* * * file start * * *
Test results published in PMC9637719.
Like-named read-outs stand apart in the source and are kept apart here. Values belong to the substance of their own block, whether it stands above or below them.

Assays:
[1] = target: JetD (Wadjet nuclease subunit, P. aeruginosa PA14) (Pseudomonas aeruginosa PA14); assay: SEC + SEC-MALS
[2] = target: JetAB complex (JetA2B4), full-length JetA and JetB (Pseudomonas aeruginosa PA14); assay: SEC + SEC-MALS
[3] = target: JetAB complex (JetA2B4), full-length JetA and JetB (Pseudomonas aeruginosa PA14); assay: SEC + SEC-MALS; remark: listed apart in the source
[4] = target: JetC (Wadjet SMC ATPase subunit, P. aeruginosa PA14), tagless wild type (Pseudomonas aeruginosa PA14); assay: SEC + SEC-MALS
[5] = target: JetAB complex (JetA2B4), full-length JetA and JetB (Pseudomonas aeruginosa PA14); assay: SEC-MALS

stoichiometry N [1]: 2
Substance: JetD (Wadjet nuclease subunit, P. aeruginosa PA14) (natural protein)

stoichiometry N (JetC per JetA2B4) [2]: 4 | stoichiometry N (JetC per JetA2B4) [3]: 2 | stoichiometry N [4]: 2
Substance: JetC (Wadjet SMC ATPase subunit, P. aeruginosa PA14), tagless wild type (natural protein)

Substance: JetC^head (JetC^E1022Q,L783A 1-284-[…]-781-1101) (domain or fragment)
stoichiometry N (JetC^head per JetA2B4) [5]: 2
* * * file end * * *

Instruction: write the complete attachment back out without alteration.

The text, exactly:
Test results published in PMC9637719.
Like-named read-outs stand apart in the source and are kept apart here. Values belong to the substance of their own block, whether it stands above or below them.

Assays:
[1] = target: JetD (Wadjet nuclease subunit, P. aeruginosa PA14) (Pseudomonas aeruginosa PA14); assay: SEC + SEC-MALS
[2] = target: JetAB complex (JetA2B4), full-length JetA and JetB (Pseudomonas aeruginosa PA14); assay: SEC + SEC-MALS
[3] = target: JetAB complex (JetA2B4), full-length JetA and JetB (Pseudomonas aeruginosa PA14); assay: SEC + SEC-MALS; remark: listed apart in the source
[4] = target: JetC (Wadjet SMC ATPase subunit, P. aeruginosa PA14), tagless wild type (Pseudomonas aeruginosa PA14); assay: SEC + SEC-MALS
[5] = target: JetAB complex (JetA2B4), full-length JetA and JetB (Pseudomonas aeruginosa PA14); assay: SEC-MALS

stoichiometry N [1]: 2
Substance: JetD (Wadjet nuclease subunit, P. aeruginosa PA14) (natural protein)

stoichiometry N (JetC per JetA2B4) [2]: 4 | stoichiometry N (JetC per JetA2B4) [3]: 2 | stoichiometry N [4]: 2
Substance: JetC (Wadjet SMC ATPase subunit, P. aeruginosa PA14), tagless wild type (natural protein)

Substance: JetC^head (JetC^E1022Q,L783A 1-284-[…]-781-1101) (domain or fragment)
stoichiometry N (JetC^head per JetA2B4) [5]: 2